This leaves the second possibility: patchwork rivalry. This corresponds to a situation in which rivalry is resolved locally, but in which eye dominance differs across different parts of the stimulus. Patchwork rivalry happens to some extent during attended binocular rivalry46,47 and our tentative hypothesis is that lack of attention increases this extent by affecting binding across retinotopic space. Zhang et al.8, the first study to report that rivalry requires attention, also considered this scenario, but opted for the fusion hypothesis based on indirect evidence. We do note that their experiment was slightly different from ours in terms of visual stimuli, and also in terms of measurement methods (electro-encephalography vs. aftereffects), so it is possible that their conclusion is not in conflict with ours. On the other hand, the basic finding that binocular rivalry is abolished by inattention has proven quite robust to changes in stimuli and methods, and has been corroborated using electrophysiological7,8, behavioral6,43 and neuroimaging method methods48, as well as using a wide range of stimulus parameters6,7,8.

By showing a difference between the ways binocular rivalry and stereopsis depend on attention, the present results indirectly bear on an existing segment of the literature that examines the relation between these two modes of binocular interaction. One possibility that has been forwarded in that context is that binocular rivalry and stereopsis are two separable processes that are completed independently before their interaction49,50. The findings of the current study are consistent with this idea, in that they show the absence of attention to differentially affect rivalry between dichoptically presented images and stereopsis based on fusible images. Moreover, the findings suggest that inattention can weaken the representation of both dichoptic and fusible input (as evidenced by MAE strength and SAE strength, respectively), but does not allow dichoptic input to enter a fused state.

Our Experiment 1a showed two data patterns that are not central to our question but that warrant discussion. First, in the dichoptic adaptation condition, the MAE angle deviated away from vertical more in the attended condition than in the unattended condition, which might be because inattention can abolish binocular rivalry. Rivalry does happen in the attended condition, and it might be expected that our fast-moving grating was perceptually dominant for longer than the slow-moving grating51. This, in turn, would result in the fast-moving grating contributing more to the combined MAE52, consistent with the observed deviation from vertical in the attended condition. In the non-attention condition, because of a lack of rivalry, such an argument would not apply. The second data pattern is that the MAE angle for the superimposed stimulus also showed a small but significant difference between the attended and the unattended condition (see Figs 3b and 6d). One possible explanation is that the perceived motion direction of the plaid has a stronger impact on MAE direction in the attended condition than in the non-attended condition. In particular, this perceived direction conforms to the so-called intersection of constraints53 which for our stimulus is a direction slightly different from that of the vector sum of the two gratings’ motions (see Fig. 6b). The MAE direction we observed in the unattended condition is close to opposite to the direction of the vector sum13,20 (see Fig. 6c), but in the attended condition the MAE direction was closer to opposite to the ‘intersection of constraints’ motion direction that is observed during adaptation, suggesting that perceived adapter direction impacts MAE direction more strongly when the adapter is attended (see Fig. 6d).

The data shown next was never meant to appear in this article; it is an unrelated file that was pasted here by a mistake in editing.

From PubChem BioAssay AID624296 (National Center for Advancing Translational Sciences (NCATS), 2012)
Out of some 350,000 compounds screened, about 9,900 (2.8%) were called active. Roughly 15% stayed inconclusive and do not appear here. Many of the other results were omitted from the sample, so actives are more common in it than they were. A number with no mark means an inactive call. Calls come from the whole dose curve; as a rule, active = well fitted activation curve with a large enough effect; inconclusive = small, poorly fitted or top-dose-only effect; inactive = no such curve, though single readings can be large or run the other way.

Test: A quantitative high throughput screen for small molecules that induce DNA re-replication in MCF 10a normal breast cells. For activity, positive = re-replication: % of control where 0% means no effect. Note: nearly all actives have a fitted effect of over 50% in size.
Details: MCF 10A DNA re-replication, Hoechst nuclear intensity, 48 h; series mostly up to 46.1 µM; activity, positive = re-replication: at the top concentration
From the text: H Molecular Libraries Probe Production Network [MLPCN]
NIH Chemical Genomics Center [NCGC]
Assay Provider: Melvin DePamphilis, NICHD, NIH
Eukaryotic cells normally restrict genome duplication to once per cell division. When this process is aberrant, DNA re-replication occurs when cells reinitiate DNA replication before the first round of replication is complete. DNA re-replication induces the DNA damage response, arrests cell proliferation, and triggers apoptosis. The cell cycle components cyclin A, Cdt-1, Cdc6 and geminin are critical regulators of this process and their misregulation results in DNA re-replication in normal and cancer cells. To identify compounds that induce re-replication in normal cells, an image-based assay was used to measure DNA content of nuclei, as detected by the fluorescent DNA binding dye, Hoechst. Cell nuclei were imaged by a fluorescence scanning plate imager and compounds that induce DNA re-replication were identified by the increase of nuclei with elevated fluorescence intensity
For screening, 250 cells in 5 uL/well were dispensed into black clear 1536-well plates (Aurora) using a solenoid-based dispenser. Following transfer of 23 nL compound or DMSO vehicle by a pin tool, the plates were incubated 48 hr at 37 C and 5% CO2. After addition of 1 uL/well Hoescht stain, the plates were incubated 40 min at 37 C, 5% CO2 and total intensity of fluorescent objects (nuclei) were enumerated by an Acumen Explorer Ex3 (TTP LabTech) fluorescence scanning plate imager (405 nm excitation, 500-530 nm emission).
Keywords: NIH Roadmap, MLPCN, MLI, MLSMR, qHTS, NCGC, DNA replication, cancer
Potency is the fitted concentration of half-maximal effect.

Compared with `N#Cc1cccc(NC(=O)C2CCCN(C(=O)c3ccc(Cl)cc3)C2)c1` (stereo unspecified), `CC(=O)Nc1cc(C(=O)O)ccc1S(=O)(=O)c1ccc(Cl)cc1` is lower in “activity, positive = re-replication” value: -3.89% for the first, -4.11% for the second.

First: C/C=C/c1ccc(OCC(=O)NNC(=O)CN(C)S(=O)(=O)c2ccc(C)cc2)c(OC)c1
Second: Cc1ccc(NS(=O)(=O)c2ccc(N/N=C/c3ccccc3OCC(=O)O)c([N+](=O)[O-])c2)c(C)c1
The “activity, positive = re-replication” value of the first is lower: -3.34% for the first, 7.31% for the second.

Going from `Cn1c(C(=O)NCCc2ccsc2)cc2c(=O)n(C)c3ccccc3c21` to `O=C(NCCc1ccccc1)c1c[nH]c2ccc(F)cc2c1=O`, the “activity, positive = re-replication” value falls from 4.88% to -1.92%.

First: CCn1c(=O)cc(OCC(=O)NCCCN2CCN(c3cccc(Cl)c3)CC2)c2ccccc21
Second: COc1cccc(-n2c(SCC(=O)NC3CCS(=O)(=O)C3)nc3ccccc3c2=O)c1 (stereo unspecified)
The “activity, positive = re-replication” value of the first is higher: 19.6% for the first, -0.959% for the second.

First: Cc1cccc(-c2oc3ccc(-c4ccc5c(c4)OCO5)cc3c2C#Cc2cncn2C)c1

Figure 6